Mercury Lounge is a more affordable option if you are looking to catch a show. It’s located in the perennially hip Lower East Side, and is one of the few clubs to survive the neighborhood’s rent hikes of recent years. Artists are often a little lesser-known, but that often works to your advantage because you can catch an amazing show by a band that is set to blow up in the next few years. And it’s all under the backdrop of the grungy music scene the LES used to dominate.

Lastly, Rough Trade is a spot to check out, even if you don’t get to see a performance. It’s a Brooklyn joint par-excellence that functions as a record store by day and a live performance hall by night, giving you the full NYC-music-scene experience in one spot. The acts tend to fall into the more eclectic spectrum, but that’s half the fun – this is music nerd heaven.

Iconic New York
New York’s cache of historic live music venues stretches far beyond its theater district and is led by its iconic Radio City Music Hall. No trip to New York is complete without at least a stop at this theater, even if you are just snapping pictures next to the neon signs floating above 6th Ave. Those who actually get to catch a show inside are in for a real treat. The venue, originally opened in 1932 and converted over the years from a live theater, to film house, and back to a stage, has always been a contender for the best-sounding venue in the city. This is because during renovations, the designers hired some of the best acousticians to create a perfect-sounding theater to compliment the Art Deco style, making your experience just as much about the place as it is about the music.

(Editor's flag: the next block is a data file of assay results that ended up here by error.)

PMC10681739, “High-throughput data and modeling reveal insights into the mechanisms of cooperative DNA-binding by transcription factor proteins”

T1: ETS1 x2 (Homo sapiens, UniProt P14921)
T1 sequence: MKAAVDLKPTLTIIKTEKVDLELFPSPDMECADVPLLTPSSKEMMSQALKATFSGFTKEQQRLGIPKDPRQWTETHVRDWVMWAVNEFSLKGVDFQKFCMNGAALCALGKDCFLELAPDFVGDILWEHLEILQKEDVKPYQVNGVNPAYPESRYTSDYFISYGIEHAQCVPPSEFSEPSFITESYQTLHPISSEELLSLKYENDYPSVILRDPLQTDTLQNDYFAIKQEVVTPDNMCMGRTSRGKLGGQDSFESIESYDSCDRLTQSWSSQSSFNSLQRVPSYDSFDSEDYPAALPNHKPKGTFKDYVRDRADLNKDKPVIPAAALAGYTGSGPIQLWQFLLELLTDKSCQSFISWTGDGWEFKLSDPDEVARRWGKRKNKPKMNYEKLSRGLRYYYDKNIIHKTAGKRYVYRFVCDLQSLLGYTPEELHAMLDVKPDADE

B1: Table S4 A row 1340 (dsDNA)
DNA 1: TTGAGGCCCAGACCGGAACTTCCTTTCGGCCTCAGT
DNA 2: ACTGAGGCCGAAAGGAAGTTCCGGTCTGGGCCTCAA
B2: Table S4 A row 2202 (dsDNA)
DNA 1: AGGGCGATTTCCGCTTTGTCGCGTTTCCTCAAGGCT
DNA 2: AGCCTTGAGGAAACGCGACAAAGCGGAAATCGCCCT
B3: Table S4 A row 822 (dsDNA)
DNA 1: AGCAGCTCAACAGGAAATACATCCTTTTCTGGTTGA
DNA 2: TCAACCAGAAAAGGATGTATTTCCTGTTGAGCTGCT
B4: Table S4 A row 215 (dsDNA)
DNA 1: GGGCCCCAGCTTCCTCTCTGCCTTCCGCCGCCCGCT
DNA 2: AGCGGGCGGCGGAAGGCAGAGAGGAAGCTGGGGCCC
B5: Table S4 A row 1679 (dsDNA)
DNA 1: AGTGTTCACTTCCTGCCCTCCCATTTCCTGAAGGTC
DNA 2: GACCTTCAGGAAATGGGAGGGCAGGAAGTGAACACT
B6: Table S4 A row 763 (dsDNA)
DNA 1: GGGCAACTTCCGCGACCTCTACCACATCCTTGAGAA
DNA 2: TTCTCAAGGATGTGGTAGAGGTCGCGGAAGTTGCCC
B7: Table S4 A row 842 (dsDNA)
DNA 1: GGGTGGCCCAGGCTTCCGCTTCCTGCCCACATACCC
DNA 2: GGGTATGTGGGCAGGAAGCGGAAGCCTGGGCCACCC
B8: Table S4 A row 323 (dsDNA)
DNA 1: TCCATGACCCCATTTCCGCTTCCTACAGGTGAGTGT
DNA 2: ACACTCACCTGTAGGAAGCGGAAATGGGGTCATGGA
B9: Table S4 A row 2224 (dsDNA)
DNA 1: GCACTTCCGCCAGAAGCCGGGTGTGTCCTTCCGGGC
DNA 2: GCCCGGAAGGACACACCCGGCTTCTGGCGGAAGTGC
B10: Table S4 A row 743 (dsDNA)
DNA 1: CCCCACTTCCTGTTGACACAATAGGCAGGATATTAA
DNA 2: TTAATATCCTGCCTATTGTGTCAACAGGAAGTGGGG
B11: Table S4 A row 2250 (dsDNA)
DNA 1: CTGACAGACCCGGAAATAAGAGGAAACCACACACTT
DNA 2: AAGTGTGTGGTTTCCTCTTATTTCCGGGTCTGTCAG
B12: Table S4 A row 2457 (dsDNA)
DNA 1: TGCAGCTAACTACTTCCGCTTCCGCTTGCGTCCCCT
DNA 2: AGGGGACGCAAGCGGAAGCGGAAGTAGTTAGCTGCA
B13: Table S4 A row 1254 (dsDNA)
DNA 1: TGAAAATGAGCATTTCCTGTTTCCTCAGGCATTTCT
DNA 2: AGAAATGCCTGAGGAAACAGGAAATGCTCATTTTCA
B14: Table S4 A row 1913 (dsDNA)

If you want to see historic theaters beyond Radio City, we suggest checking out the Beacon Theater on the Upper West Side or Town Hall, a midtown theater that is also an acoustic gem.

You also can’t forget the titans of New York’s music scene — Madison Square Garden and the Barclay’s Center in Brooklyn. Both arenas play host to all sorts of events, but if you’re here to see your favorite superstar, most likely you’ll do so at one of these locations. If you go there are two important things to remember: first, food and drinks will be expensive, consider it part of the experience. Second, and more importantly, don’t be afraid splurge on the good seats—acoustics get a little touchy in the nosebleed seats, and when you can’t hear half of the frequencies coming from Jack White’s guitar, it can be disappointing (we’re speaking from experience on this one).

How To Ticket
With any live music venues in New York, the easiest way to score tickets is by visiting the venue’s website or Ticketmaster.com. Tickets typically go on sale a few months before the show, but depending on the artist, you can usually land tickets online through StubHub or the venue’s website right before your trip (unless you are looking for Adele tickets. She sold out pretty fast).